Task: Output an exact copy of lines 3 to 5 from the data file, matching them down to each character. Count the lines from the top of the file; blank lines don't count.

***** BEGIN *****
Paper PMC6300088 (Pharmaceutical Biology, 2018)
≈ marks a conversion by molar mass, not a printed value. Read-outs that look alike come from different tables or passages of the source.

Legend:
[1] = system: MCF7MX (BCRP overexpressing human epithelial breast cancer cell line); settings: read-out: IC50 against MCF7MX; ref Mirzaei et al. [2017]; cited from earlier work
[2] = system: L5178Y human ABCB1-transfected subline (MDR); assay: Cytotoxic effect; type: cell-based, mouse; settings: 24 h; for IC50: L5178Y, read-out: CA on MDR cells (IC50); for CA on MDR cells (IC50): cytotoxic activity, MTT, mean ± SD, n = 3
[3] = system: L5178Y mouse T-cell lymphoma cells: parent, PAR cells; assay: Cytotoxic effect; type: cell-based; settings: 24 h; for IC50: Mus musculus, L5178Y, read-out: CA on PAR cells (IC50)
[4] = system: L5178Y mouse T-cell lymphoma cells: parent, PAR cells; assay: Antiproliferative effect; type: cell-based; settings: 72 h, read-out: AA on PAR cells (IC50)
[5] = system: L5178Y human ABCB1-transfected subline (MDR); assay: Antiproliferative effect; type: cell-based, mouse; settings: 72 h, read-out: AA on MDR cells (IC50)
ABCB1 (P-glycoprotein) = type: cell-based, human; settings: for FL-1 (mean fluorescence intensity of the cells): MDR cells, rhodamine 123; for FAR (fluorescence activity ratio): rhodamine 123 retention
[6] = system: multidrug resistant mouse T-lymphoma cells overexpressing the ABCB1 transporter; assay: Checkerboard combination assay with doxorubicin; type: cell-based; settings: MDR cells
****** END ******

Legend:
[1] = system: MCF7MX (BCRP overexpressing human epithelial breast cancer cell line); settings: read-out: IC50 against MCF7MX; ref Mirzaei et al. [2017]; cited from earlier work
[2] = system: L5178Y human ABCB1-transfected subline (MDR); assay: Cytotoxic effect; type: cell-based, mouse; settings: 24 h; for IC50: L5178Y, read-out: CA on MDR cells (IC50); for CA on MDR cells (IC50): cytotoxic activity, MTT, mean ± SD, n = 3